If you’ve ever chased a 2-year-old, you know the drill. Your toddler runs ahead of you, stops for a moment to look back and see how well you are catching up before she’s off to the races again. You are exasperated, but you have a longer stride. You’ll catch up eventually.
If your toddler has autism, you won’t get that look back. I devoted an entire chapter of See Sam Run to the chase and detailed the two other terrifying instances when Sam decided to go for walks on his own.
We were lucky there were only the two. When I hear stories in the news of a child wandering, that’s the first thing that comes to my mind — parents struggling with a child with autism. I always wonder if law enforcement and child protective services have it “top of mind,” too.
Sam started “wandering” again when he was 14. He would take his bike out for long rides. But, in this case, it really was quite a normal thing to do, a boy stretching his boundaries, learning how big the world really was, exploring.
One day, he noticed window damage to a home being built down the street and got off his bike to investigate. Unfortunately, he did that in front of a police officer, and when he was approached, he got scared. He hopped on his bike and raced home, the officer following him.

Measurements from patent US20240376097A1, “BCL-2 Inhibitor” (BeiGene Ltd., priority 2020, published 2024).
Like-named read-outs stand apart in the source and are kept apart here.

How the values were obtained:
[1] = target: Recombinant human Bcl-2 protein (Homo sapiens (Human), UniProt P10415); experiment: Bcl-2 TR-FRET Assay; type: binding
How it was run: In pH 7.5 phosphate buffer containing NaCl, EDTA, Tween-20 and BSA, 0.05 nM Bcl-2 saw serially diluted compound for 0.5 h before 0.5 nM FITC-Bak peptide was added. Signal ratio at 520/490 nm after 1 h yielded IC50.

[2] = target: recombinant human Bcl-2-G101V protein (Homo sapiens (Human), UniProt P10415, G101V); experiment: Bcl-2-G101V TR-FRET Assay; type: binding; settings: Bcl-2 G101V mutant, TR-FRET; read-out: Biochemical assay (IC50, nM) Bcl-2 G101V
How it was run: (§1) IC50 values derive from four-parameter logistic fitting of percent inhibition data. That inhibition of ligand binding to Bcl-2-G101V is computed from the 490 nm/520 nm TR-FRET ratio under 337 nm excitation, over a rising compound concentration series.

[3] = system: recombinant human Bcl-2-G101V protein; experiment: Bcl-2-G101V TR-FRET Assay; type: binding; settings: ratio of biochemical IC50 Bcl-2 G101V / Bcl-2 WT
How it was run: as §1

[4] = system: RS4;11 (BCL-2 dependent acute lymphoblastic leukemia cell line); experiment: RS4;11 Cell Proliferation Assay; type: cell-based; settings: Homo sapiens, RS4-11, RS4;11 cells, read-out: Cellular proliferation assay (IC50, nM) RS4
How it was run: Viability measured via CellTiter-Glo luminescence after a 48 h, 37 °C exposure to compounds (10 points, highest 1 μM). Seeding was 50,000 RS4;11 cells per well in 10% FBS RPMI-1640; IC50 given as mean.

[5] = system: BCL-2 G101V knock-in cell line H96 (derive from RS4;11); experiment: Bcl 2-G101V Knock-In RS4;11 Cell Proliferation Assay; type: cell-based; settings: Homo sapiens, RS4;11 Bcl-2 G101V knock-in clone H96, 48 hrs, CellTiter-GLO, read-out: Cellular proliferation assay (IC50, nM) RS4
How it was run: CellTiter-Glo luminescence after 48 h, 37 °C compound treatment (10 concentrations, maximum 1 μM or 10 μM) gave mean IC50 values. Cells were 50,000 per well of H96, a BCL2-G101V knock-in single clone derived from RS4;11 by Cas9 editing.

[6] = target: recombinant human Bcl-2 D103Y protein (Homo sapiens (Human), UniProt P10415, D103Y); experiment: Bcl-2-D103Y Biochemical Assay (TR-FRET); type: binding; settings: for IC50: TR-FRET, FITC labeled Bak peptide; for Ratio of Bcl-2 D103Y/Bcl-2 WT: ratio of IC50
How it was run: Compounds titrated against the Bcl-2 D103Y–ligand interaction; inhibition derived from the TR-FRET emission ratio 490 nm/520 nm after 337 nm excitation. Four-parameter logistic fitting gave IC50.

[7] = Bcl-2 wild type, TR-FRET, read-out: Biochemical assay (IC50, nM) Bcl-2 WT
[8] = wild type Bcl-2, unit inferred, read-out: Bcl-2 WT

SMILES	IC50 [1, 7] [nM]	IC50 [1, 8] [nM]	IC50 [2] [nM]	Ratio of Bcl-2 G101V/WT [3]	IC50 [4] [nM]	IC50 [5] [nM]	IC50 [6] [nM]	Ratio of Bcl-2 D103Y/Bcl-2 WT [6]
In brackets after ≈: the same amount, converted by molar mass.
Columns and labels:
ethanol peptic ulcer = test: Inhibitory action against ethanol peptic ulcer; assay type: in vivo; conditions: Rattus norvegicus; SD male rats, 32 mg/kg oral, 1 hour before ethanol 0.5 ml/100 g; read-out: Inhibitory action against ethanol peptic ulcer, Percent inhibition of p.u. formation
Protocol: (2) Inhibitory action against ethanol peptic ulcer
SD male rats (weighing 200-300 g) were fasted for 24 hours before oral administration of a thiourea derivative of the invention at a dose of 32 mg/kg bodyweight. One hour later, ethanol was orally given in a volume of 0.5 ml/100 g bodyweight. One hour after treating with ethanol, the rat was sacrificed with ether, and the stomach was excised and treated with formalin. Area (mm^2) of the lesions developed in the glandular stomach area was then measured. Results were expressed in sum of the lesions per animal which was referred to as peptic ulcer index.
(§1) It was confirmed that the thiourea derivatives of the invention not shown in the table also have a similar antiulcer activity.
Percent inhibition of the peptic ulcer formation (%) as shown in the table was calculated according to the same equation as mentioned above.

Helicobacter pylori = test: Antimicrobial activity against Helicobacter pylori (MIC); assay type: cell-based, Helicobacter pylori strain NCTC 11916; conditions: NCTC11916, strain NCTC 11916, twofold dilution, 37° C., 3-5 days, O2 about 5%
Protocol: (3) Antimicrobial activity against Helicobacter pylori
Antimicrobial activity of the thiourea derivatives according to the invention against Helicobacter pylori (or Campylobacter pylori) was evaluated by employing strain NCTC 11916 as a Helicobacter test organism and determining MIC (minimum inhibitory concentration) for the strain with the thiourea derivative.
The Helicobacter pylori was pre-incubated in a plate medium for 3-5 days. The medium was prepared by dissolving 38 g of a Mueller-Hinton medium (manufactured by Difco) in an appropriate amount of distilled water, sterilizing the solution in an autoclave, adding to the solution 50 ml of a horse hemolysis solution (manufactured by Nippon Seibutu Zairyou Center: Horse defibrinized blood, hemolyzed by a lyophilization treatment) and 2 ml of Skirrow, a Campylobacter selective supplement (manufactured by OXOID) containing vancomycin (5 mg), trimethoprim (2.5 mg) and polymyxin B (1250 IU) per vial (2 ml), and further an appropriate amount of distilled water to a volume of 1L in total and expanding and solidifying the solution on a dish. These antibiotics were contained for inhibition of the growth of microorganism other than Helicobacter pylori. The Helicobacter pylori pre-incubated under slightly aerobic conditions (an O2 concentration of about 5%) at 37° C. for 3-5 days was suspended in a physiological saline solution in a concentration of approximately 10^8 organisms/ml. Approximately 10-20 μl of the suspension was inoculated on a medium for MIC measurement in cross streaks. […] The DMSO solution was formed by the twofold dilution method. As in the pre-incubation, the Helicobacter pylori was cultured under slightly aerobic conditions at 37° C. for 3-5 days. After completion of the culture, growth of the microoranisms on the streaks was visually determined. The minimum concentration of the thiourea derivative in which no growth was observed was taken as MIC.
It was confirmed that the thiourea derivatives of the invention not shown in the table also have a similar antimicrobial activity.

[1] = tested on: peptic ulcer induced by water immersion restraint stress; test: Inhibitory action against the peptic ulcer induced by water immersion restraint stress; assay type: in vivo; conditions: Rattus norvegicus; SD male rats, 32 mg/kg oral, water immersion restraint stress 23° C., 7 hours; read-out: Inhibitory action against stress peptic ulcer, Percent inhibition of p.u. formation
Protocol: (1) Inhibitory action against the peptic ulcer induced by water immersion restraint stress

We were lucky that day that we happened to come home just a few minutes after Sam was chased home. He was pacing in the garage, talking to himself, as the officer was trying to talk to him.
It took some time to remove the cloud of suspicion that was over Sam’s head — because, of course, every parent says, “there’s just no way my child would do such a thing,” just before they learn that was exactly what their child did.
Sam didn’t do it. But he never rode bike anymore after that, which Mark and I considered a real tragedy. We coaxed and cajoled, to no avail.
Fourteen years of riding bike, whether in a trailer behind his parents, or around the patio with a trike, or down the sidewalk with training wheels.
He hasn’t pedaled since.